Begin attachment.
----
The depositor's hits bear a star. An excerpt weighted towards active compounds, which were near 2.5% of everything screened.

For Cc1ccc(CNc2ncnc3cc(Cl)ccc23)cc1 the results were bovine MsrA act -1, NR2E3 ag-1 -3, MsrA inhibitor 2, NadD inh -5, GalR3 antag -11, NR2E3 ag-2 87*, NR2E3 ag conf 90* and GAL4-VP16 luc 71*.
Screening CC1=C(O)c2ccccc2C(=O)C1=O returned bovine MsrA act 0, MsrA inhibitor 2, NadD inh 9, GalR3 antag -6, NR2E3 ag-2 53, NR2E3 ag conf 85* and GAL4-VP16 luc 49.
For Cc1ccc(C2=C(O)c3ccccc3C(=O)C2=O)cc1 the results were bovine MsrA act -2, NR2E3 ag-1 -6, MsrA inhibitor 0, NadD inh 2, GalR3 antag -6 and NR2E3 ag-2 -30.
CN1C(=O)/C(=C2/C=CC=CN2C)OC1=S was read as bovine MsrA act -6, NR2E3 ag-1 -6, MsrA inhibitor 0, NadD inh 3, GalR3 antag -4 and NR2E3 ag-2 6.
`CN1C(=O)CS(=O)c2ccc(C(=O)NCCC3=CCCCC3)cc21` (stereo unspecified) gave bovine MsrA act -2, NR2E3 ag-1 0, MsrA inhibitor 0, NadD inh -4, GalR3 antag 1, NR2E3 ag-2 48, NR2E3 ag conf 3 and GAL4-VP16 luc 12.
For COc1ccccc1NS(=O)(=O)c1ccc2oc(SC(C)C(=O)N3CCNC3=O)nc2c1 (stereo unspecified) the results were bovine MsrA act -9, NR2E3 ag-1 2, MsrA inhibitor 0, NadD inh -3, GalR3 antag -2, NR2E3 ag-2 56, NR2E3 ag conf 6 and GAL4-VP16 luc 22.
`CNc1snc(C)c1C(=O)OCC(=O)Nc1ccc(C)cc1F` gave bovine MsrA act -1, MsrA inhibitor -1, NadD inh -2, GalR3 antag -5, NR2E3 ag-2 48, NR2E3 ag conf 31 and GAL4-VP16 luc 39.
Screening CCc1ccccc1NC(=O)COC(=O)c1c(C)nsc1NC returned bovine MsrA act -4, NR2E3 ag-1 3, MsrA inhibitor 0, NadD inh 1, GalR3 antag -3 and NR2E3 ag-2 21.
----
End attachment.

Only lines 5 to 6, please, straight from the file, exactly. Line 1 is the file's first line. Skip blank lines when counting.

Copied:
CN1C(=O)/C(=C2/C=CC=CN2C)OC1=S was read as bovine MsrA act -6, NR2E3 ag-1 -6, MsrA inhibitor 0, NadD inh 3, GalR3 antag -4 and NR2E3 ag-2 6.
`CN1C(=O)CS(=O)c2ccc(C(=O)NCCC3=CCCCC3)cc21` (stereo unspecified) gave bovine MsrA act -2, NR2E3 ag-1 0, MsrA inhibitor 0, NadD inh -4, GalR3 antag 1, NR2E3 ag-2 48, NR2E3 ag conf 3 and GAL4-VP16 luc 12.